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Here’s how bad it was

John Day

John Day

Posted Apr 28, 2010
1 Comment

Strategy Analytics announced that Infineon edged Freescale in automotive semiconductor revenues last year to take the number one spot. The research firm said Infineon achieved $1.31 billion in revenues for calendar 2009 compared with $1.16 billion for Freescale, amounting to market shares of 9% and 8% respectively.

But Strategy Analytics also said that semiconductor suppliers suffered an average year-on-year revenue decline of 22%, and that each of the top three vendors (STMicroelectronics ranked #3) lost market share in 2009 compared with 2008.

“None of the automotive semiconductor vendors escaped unscathed from the drastic declines in automotive demand precipitated in the latter part of 2008,” according to Chris Webber, vice president of Strategy Analytics’ Global Automotive Practice.

“Automotive semiconductor demand fell in 2009 for an unprecedented second year in a row,” Webber said in a statement. “Infineon’s total automotive revenues fell in both years, but to a lesser degree than Freescale’s. Freescale had the greatest exposure from the North American market, which suffered the greatest regional declines in 2008 and 2009. In 2009 Infineon found some very modest growth from the emerging economic regions, while Freescale’s emerging region revenues declined.”

Webber added that the automotive semiconductor market “virtually ground to a halt in the first quarter of 2009, as falling OEM demand was exacerbated by inventory destocking in the supply chain.” He said the high resurgence in demand that ensued in the third and fourth quarters was too little, too late to avoid significant 2009 revenue declines for all semiconductor vendors.”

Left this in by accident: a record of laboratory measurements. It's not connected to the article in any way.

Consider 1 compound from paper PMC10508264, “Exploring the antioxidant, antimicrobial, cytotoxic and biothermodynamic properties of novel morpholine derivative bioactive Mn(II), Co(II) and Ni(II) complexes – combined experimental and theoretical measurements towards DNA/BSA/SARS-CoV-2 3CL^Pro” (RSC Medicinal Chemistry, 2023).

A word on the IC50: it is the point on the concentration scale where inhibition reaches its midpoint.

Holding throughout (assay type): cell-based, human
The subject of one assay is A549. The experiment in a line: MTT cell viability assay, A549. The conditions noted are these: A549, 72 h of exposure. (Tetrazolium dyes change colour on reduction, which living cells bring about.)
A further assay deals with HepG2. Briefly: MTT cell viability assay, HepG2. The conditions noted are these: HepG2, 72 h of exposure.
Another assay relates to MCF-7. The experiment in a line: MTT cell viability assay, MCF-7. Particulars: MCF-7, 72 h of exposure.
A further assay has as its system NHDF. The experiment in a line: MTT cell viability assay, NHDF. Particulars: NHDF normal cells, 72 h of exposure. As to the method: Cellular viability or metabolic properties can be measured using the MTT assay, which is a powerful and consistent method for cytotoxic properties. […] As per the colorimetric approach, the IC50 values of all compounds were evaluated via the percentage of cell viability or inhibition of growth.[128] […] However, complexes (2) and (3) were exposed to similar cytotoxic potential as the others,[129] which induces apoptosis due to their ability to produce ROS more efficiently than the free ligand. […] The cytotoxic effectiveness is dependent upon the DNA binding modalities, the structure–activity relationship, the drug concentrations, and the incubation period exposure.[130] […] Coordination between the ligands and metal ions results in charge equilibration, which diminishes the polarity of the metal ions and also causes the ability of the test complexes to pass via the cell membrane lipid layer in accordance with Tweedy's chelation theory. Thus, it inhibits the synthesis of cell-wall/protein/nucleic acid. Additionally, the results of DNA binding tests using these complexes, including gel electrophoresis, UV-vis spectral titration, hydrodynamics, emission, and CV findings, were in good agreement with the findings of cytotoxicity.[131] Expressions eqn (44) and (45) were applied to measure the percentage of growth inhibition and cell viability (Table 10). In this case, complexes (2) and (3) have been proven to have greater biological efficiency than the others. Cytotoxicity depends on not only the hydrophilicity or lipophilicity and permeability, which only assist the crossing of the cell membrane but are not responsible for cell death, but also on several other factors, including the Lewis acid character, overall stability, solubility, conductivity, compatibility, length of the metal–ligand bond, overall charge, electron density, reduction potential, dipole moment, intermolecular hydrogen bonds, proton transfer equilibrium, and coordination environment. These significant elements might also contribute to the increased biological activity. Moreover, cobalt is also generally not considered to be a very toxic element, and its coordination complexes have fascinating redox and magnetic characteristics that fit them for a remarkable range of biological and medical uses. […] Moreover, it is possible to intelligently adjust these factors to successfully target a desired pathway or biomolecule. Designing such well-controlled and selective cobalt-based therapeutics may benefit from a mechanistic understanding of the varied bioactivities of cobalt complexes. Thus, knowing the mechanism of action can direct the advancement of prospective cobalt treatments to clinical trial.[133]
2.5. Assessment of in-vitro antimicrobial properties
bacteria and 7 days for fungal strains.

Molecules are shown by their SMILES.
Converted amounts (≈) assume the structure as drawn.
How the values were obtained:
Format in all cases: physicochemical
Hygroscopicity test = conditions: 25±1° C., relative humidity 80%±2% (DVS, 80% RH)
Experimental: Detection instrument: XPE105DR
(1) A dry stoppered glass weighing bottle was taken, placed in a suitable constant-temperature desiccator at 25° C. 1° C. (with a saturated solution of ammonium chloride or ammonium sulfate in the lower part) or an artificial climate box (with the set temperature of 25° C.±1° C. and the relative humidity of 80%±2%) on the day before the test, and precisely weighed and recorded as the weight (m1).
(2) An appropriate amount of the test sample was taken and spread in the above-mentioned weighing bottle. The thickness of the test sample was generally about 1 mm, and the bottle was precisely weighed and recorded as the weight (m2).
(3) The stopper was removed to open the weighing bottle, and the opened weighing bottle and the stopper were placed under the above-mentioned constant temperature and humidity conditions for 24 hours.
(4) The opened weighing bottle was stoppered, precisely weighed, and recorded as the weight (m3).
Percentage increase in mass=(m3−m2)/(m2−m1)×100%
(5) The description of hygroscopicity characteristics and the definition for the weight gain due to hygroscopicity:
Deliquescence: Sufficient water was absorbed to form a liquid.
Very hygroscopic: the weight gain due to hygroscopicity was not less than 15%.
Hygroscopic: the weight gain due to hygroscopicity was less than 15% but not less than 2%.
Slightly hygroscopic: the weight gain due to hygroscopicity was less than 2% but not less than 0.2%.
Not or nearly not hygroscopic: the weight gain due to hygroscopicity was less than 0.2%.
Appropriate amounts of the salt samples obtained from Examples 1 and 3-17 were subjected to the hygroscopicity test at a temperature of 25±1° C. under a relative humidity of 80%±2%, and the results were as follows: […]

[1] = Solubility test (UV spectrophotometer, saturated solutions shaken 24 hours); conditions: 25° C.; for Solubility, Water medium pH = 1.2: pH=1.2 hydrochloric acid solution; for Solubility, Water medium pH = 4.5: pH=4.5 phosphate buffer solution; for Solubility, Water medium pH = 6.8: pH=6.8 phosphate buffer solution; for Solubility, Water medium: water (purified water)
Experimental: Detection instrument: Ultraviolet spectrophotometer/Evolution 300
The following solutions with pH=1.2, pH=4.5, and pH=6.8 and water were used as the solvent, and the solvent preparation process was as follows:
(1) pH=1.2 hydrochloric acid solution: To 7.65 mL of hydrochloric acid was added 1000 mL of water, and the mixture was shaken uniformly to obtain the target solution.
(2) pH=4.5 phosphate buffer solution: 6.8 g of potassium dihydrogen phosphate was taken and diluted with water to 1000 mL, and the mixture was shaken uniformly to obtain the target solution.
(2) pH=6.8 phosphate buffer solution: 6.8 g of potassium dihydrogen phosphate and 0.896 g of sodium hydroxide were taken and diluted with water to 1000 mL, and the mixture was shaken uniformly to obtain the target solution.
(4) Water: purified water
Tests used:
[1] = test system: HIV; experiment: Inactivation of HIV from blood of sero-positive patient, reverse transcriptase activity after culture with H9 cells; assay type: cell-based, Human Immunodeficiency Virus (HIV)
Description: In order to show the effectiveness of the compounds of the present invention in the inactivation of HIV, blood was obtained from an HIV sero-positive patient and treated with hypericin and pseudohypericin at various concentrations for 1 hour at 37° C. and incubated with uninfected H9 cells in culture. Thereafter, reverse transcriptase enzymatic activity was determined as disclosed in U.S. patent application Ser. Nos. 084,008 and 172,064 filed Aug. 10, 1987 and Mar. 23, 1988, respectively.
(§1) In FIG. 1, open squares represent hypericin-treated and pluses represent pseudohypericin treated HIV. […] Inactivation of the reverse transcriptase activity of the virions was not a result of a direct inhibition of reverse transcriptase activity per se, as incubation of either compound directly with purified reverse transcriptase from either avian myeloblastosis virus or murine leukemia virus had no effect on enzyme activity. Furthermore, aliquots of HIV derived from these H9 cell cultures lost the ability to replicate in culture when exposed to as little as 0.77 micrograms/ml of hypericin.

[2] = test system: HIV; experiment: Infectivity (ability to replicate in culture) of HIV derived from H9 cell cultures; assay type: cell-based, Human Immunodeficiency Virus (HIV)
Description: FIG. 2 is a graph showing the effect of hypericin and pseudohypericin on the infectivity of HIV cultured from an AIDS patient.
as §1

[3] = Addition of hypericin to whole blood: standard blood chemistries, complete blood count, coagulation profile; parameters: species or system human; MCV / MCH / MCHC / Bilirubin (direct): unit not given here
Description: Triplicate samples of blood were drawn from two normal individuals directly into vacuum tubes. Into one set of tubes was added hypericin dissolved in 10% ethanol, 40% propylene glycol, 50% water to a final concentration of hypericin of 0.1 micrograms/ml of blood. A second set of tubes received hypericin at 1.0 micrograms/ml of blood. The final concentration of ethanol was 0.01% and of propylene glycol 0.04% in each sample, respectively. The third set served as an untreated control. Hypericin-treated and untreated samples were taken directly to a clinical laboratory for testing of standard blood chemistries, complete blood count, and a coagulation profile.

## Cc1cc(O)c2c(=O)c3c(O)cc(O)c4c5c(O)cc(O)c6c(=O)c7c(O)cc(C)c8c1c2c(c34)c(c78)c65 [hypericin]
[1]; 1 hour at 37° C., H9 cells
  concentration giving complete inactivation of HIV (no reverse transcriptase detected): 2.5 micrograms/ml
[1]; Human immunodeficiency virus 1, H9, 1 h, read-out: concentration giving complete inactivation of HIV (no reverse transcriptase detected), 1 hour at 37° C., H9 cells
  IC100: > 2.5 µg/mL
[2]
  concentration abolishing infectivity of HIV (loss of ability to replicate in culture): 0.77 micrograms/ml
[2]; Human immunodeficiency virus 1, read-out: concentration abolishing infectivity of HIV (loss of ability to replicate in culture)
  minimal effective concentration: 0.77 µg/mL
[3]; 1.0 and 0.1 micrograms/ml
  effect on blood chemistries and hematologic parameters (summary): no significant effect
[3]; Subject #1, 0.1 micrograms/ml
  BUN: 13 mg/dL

Ian Riches, director of Strategy Analytics’ Automotive Electronics Service, said the semiconductor is much brighter now. “Supplier restocking activity and a real recovery in OEM demand will ensure a return to growth for vendors in 2010,” he said. “In the medium and longer term, further growth will be driven by increased electronics penetration, particularly because the industry needs to meet future vehicle environmental and safety requirements.”

Freescale, Ian Riches, Chris Webber, Strategy Analytics, Infineon

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John DayJohn Day recently launched John Day’s Automotive Electronics News (johndayautomotivelectronics.com) to provide news and feature coverage of the automotive electronics industry. Earlier he wrote for Auto Electronics magazine, Auto E-lectronics, EE Times, and other business and engineering publications. Visit John Day

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Comments 1

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, what did the team at Freescale tell you that led you to beviele that splitting the company up would enable them to cast off the negative shadow from their Motorola business culture legacy?It would appear that Freescale's failure to grow is the result of some deep-rooted issues that still aren't being addressed by the current leadership team.My point: ignoring the obvious legacy white elephant in the board room discussions only perpetuates the apparent denial substantive change at Freescale will require more than merely creating smaller, but otherwise equally dysfunctional, independent businesses.

Naomi
4:16 AM Feb 23, 2012

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